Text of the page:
CHAPTER 59Is Risk-Based Regulation the Most Efficient Strategy to Rule the Unknown Risks Brought by FinTech?

By Ligia Catherine Arias-Barrera1

1PhD in Law, University of Warwick

The process of financial regulation faces the challenge of meeting market needs alongside public expectations. Financial regulators are usually compelled, particularly in periods of disruptive innovations, to react and control the potential sources of systemic risk.

History and the hypothetical scenarios that are somehow foreseeable illustrate the task for regulators when they design the regime. The downside of this process is, however, that almost always innovation-led regulation is exclusively focused on the most prominent areas of concern – the risks that can be easily foreseen, whilst at the same time leaving aside less probable risk. Hence, the use of approaches such as the risk-based regulation (RBR) facilitates the regulator falling into this circle where several types of risks are ignored, and only those risks regulators perceive to be more prominent are regulated.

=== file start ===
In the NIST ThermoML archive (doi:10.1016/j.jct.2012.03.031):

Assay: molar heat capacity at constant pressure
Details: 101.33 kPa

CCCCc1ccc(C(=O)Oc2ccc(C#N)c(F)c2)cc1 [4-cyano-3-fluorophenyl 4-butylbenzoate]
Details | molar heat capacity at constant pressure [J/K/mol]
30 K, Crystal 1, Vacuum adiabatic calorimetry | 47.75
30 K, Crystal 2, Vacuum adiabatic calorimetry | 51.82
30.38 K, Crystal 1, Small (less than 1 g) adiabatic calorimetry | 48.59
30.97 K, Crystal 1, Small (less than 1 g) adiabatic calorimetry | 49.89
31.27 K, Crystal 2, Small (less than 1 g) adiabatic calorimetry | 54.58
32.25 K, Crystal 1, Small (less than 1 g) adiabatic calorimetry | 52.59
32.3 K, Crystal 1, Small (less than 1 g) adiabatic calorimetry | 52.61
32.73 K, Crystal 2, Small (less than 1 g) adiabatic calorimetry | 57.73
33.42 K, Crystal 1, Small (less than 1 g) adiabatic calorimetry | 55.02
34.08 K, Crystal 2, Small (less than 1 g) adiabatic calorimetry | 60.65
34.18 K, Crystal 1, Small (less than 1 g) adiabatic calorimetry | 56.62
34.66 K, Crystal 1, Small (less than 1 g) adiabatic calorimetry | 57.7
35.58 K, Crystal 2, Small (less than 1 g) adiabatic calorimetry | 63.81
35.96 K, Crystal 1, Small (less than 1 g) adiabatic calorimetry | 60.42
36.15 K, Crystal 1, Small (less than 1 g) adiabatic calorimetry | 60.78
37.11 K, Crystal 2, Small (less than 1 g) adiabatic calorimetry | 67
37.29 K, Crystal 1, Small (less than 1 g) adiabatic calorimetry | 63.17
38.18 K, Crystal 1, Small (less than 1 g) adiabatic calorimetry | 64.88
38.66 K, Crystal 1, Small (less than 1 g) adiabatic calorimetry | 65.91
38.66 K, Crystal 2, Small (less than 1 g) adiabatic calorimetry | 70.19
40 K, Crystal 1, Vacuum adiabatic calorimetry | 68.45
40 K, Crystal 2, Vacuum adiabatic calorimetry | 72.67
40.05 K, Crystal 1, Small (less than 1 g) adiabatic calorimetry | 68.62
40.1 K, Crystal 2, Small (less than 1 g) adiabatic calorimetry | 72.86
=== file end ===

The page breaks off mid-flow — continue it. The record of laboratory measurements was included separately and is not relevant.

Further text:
Manufactured risks are “created by the very progression of human development, especially by the progression of science and technology”. The particular characteristic of this type of risk is that, as it comes with progress and innovation, it can be hardly measured or quantified. The data available from history cannot fully inform the probabilities of occurrence.

Despite the critiques, the adoption of risk-based regulation in a world ...

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